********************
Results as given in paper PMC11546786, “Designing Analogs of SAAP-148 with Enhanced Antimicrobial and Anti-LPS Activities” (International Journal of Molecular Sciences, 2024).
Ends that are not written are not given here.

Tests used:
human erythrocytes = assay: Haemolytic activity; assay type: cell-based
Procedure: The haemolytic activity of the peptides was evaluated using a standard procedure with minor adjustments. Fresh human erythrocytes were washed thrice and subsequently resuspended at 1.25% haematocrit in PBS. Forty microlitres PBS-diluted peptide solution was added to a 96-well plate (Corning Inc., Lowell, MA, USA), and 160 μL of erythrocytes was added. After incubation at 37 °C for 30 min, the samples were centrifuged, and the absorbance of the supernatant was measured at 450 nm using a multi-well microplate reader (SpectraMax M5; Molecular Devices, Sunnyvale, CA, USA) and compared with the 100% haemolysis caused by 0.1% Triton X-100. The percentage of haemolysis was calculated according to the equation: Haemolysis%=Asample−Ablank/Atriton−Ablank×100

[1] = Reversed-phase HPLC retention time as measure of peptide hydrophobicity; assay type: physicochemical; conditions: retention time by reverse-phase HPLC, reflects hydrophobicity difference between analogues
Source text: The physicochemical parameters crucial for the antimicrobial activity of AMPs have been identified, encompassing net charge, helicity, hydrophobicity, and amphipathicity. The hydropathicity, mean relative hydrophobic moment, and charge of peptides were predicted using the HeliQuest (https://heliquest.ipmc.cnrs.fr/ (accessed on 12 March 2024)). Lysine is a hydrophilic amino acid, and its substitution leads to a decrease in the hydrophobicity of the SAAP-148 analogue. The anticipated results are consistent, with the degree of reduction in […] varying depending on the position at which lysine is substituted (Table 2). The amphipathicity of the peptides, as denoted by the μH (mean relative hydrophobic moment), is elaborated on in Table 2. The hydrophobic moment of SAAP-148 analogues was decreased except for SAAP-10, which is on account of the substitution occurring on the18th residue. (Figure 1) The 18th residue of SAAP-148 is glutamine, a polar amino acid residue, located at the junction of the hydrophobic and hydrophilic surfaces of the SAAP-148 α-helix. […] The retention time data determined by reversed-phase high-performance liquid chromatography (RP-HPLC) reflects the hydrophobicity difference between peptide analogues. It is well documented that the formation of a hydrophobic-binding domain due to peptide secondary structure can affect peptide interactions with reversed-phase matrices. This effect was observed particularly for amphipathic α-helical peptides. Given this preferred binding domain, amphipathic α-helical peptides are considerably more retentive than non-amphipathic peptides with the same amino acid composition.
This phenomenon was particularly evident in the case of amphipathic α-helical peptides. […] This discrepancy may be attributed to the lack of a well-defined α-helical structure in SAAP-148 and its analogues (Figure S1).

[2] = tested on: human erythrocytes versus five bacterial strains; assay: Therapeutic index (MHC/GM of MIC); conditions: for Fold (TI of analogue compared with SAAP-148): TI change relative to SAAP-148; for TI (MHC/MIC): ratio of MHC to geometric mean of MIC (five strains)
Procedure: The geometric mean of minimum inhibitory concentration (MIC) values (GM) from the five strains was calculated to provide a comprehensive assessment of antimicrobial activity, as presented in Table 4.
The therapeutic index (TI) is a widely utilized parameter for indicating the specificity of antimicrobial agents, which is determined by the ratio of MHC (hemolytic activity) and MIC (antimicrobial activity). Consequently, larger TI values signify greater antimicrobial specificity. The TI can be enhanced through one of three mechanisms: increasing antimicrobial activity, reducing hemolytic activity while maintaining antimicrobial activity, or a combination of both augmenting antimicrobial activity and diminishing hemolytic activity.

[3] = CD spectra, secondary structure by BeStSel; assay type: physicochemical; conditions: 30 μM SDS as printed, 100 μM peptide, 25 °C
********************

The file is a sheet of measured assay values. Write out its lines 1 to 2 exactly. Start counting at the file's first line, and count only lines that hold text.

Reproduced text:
Results as given in paper PMC11546786, “Designing Analogs of SAAP-148 with Enhanced Antimicrobial and Anti-LPS Activities” (International Journal of Molecular Sciences, 2024).
Ends that are not written are not given here.